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Short Title: EAHplus-Monitoring: Entwicklung einer neuen Generation energieautarker Häuser - messtechnische Überwachung -
Running Time: 08/2012 bis 01/2018
Topics: Construction of individual buildings, Heating, ventilation and cooling, Decentralised energy generation, Energy storage, Operational management & energy management, Solar heat, Solar power, Biomass, Heat from soil, groundwater and sewage
Keywords:

Quintessence

  • Solar energy use for electricity and heating combined with large storage capacities designed to enable self-sufficiency
  • Over 70% of the heat is supplied using solar energy, supplemented with stoves
  • Independence from the electricity grid during operation not yet achieved
  • Electromobility increases the self-consumption rate by about one third
  • Use as a family home or office makes no difference in the energy balance

In Freiberg, the performance of two single-family homes conceived as energy self-sufficient buildings is being scientifically investigated. The buildings’ very low heating requirements are met by generously sized solar collectors and heat storage tanks, supplemented in each home with a wood-fired, water-cooled stove. A photovoltaic system in combination with a battery storage unit ensures almost 100 per cent solar power provision.

Project context

The declared goal for the two energy-efficient homes in Freiberg is to achieve complete independence from the public electricity grid and fossil fuels. The building concept is based on the so-called Sonnenhaus (Solar House), which via generously dimensioned solar thermal collectors and heat storage tanks meets more than 50 per cent of its heating requirement with solar thermal heat. In addition, solar power is generated with a large photovoltaic system as in the case of energy-plus homes. In contrast to these, currently unused solar power is not fed into the public electricity grid but is stored in batteries or in electric vehicles. This concept can help prevent the "stress" caused by high solar power capacities being fed into public electricity networks on sunny days.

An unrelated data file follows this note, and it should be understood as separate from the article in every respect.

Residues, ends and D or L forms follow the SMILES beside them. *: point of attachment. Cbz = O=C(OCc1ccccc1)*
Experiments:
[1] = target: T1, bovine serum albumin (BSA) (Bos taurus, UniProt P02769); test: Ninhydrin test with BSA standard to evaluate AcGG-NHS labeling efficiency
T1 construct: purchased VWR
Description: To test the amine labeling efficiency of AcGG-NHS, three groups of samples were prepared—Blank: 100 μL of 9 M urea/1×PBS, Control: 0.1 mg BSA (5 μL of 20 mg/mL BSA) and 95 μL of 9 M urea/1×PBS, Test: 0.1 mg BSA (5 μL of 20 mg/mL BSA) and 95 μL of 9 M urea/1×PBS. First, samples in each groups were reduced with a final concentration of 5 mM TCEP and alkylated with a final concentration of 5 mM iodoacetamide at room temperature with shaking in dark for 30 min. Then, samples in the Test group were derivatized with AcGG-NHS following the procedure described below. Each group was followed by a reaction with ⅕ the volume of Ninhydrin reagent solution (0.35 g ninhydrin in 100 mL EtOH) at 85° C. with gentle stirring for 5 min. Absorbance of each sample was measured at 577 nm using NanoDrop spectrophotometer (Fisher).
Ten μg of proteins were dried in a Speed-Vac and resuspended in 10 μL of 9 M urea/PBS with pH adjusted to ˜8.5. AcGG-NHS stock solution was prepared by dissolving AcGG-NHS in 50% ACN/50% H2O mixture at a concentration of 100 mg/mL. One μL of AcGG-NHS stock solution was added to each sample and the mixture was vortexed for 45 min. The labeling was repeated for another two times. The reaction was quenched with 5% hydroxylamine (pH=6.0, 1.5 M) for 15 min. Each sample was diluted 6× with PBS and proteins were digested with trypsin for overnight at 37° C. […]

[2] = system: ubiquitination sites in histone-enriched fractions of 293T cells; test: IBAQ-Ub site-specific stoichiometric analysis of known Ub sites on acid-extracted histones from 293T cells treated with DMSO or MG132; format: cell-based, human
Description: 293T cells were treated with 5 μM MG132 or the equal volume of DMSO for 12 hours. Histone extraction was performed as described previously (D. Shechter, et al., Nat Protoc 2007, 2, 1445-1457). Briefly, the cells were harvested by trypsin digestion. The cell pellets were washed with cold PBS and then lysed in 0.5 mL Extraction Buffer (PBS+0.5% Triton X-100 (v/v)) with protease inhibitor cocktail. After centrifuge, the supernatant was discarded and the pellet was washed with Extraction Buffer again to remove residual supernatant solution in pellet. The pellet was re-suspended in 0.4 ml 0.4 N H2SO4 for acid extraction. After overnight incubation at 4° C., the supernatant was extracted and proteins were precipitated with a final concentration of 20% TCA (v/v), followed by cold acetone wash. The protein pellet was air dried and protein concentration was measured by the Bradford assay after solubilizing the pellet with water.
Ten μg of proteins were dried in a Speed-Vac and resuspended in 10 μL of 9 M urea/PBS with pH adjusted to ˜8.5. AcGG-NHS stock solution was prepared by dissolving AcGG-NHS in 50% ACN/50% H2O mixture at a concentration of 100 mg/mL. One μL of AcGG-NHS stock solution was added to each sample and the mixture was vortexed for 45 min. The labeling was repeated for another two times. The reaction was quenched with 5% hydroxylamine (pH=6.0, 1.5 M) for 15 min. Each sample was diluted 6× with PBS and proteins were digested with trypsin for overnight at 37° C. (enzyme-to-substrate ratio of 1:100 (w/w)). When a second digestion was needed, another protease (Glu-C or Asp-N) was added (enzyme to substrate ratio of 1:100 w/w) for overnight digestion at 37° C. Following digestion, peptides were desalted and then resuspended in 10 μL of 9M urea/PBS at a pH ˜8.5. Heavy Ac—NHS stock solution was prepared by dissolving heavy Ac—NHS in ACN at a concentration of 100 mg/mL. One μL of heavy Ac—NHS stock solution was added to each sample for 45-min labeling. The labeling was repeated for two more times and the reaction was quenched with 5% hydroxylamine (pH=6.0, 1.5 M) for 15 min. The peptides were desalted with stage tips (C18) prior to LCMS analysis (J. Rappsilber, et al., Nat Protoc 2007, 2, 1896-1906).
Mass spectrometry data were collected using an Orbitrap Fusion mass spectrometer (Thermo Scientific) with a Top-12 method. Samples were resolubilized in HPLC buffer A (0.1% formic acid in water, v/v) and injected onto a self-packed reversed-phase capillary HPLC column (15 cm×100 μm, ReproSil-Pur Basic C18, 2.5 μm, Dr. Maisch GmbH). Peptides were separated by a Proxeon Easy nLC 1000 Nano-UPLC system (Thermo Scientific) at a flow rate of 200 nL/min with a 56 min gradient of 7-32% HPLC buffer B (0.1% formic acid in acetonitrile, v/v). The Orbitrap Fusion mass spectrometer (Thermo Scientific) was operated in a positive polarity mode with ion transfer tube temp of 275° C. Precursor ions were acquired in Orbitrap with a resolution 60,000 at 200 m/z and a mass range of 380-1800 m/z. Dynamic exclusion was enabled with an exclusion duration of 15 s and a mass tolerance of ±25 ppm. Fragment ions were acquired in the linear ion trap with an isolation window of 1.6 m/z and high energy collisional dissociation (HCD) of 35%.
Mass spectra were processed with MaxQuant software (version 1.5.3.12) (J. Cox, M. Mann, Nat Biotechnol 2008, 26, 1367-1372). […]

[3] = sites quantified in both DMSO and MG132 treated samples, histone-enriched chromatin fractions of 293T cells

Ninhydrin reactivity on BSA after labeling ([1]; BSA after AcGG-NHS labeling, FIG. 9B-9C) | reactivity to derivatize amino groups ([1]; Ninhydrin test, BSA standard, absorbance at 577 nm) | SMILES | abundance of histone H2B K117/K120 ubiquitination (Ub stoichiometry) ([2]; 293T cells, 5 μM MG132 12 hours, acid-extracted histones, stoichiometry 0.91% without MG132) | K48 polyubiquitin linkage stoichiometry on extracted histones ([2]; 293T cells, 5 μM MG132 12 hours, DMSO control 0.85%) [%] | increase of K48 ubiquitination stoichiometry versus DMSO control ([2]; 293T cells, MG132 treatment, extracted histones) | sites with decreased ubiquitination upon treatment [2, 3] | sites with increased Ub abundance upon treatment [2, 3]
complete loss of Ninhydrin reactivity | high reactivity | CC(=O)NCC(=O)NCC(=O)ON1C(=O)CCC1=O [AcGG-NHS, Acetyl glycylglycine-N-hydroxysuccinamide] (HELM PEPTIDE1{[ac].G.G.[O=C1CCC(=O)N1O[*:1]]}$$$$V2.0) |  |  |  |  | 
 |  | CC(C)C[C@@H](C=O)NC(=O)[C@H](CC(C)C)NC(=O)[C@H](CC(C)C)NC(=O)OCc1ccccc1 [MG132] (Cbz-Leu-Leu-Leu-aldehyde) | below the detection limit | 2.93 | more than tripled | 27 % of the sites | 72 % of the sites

Two such buildings were completed and occupied in Freiberg (Saxony) in October 2013. One building is inhabited by a family of five and the other is used as an office.

Research focus

The buildings, which are almost identical, differ only in terms of their usage profile as residential and office buildings. Since 2014, extensive measurement data relating to the heat and power supply as well as the indoor and environmental conditions has been gathered during the course of the scientific evaluation and assessed with regard to additional data such as the solar radiation and weather. This is aimed at determining a detailed building energy balance and, where necessary, identifying necessary optimisation measures to the building concept, building technology or operational management.

For this purpose extensive measuring technology was installed in both buildings. Numerous heat meters (oscillation beam principle) as well as humidity and temperature sensors were also installed to balance the heat supply. Additionally installed resistance thermometers (PT100) enable a detailed evaluation of the heat flows. Numerous electro-energy meters are available for balancing the electricity in the standalone network. These meters record the electricity requirements with a high temporal resolution, including to some extent for individual end loads. This enables precise recording according to the system and load groups and makes it possible to assess the user impacts.

In addition, it is also intended to investigate the effect of electromobility on the energy balance, on increasing the self-consumption rate and for relieving the public electricity grid.

Hydraulic schematic showing the heat supply for the energy self-sufficient residential building.

© TU Bergakademie Freiberg, IWTT

Concept

Building concept